DULHAMMAL RIZUMAL Vs. ABDUL KADAR
LAWS(MPH)-1949-4-3
HIGH COURT OF MADHYA PRADESH
Decided on April 09,1949

Dulhammal Rizumal Appellant
VERSUS
ABDUL KADAR Respondents


Cited Judgements :-

VISHNU DAS VS. KRISHNA KUMAR [LAWS(HYD)-1952-9-10] [REFERRED TO]
MOHAMMAD ISMAIL VS. SAKINA BEGUM [LAWS(HYD)-1952-8-5] [REFERRED TO]
MANJILAL & OTHERS VS. PREMCHAND RATANCHAND [LAWS(MPH)-1950-4-3] [REFERRED TO]


JUDGEMENT

Rege, J. - (1.)THESE are petitions against the decree passed by the Judge, Small Cause Court, Indore, in suits for recovery of rent. The Defendant therein admitted the rent notes on which the suits wore founded but contended that the landlord could not, by reason of the provisions of the Indore House Rent Control Order claim more than 35% of the rental value as entered in the House Tax book of the municipality, A prayer was made for stay of the suits on the ground that an application had been made to the Bent Controller for determination of the fair rent under Section 4, Bent Control Order. The learned Judge overruled the contention and decreed the suits on the basis of the rent note.
(2.)THE Rent Controller has jurisdiction under the Bent Control Order to determine the fair rent; but the remedy for recovery of unpaid rent has to be sought in civil Courts. One of the material questions and the most important one in such cases is regarding the quantum of rent recoverable by the landlord, and where a special rabbinate is created for the determination of the question, the jurisdiction of civil Courts must be deemed to have been taken away pro tanto, while such a tribunal exists; and if the determination of this question is not within the jurisdiction of the civil Court, there cannot be a "formal expression of an adjudication which so far as the Court expressing it conclusively determines the rights of the patties with regard to all or any of the matters in controversy in the suit." That is, there can be no decree. In the cases under consideration, applications were made to the Bent Controller prior to the institution of the suits and that officer was seized of the jurisdiction to determine the "fair rent". Section 5, Bent Control Order fixes the ceiling for fair rent and Section 6, Clause (a)(b) provide that the landlord shall not claim and shall not be entitled to claim any rent in excess of such fair rent and the agreement to pay rent in excess of such fair rent shall pro tanto be null and void. It was urged on behalf of the Respondents that these clauses apply after the determination of fair rent by the Controller and the power of the civil Court to decree on the basis of the agreement between the parties is not taken away. It was further contended that Section 6(d), Bent Control Order provides for the refund of the sum paid in excess of the fair rent; but in the view I take, no decree could be passed where the validity of rent notes was contingent on the determination of fair rent by another tribunal which was duly seized of the matter prior to the institution of the suits on the rent notes; and the suits should in the circumstances have been stayed until the final determination of the fair rent. There is no direct authority on the point; but the observations of their Lordships of the Privy Council in Annamalay v. Thornhill, A.I.R. 1931 P.C. 263 at P. 261 :, 134 I.C. 331, are an useful guide. That was a case in the name of a firm for recovery of money on the balance of an account; and a decree was passed notwithstanding an objection that the firm had failed to register the business name and could not therefore make a claim. An appeal was preferred against the decree; and during its pendency another suit was filed for recovery of the same amount. A plea of res judicata was upheld by the trial Court and the suit was dismissed. Their Lordships expressed their regret:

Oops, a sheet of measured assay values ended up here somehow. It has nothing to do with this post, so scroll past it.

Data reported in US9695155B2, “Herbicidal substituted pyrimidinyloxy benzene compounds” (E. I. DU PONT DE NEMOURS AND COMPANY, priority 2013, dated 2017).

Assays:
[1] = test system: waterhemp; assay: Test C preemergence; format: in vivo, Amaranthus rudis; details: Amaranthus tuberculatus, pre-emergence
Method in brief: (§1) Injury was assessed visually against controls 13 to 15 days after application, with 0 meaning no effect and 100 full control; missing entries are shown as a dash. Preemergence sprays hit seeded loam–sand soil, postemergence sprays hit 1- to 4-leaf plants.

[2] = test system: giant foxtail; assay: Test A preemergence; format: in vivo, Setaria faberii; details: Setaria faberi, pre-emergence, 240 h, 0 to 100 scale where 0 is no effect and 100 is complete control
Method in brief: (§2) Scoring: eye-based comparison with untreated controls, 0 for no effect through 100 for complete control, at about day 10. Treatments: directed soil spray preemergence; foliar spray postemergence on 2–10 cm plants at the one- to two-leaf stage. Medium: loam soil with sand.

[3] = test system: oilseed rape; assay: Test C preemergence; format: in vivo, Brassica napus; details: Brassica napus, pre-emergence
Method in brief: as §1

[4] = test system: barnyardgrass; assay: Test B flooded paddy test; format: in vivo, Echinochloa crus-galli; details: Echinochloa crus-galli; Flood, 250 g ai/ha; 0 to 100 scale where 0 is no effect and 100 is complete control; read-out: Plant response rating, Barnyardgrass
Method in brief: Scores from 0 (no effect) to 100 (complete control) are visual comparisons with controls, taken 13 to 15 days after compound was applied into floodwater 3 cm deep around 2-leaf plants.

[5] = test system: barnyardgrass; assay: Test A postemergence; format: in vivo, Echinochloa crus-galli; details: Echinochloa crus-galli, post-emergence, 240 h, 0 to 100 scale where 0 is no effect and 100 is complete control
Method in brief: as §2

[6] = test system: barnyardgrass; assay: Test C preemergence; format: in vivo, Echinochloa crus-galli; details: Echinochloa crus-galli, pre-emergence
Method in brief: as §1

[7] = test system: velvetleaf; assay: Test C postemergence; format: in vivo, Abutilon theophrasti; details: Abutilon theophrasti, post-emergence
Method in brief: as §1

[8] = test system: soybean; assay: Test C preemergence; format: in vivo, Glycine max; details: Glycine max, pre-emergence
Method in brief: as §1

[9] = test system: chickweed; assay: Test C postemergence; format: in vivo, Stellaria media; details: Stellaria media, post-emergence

That the second action was not adjourned pending the decision of the appeal in the first action as that would have simplified procedure and saved expanse.

In Channan Kuer v. Sahadeo Singh, A.I.R. 1929 Oudh 341 : 4 Luck. 573, it was observed that the inherent powers of the Court are not limited or otherwise affected by the express pro -visions of the Code of Civil Procedure, and a suit can be stayed by the Court from the provisions of Section 10 of the Code if it is necessary to do justice between the parties The same view has been taken in Kodumal Jethanand v. Tilak Ram, A.I.R. 1929 Lah. 12 :, 113 I.C. 783. In Salamat Rai v. Municipal Committee, Rawalpindi, A.I.R. 1930 Lah. 526 :, 122 I.C. 495, Jailal J. held that Section 151 was applicable in the circumstances, though not Section 10, Code of Civil Procedure, and ordered that the trial Court may proceed with the case but not pronounce judgment until an appeal in a case in regard to the same property but in another right was decided. The principle underlying the cases appears to be to avoid the situation of two tribunals trying the same matter.

(3.)THE decrees are set aside and the cases remanded to the trial Court for disposal after the determination of fair rent by the Rent Controller. As a condition precedent the Defendants shall give security to the satisfaction of the lower Court for the performance of the decree that may be passed or shall deposit the amount of the rent under the agreement. The amount shall be held in deposit and the amount in excess of fair rent may be refunded after decision of the suit.


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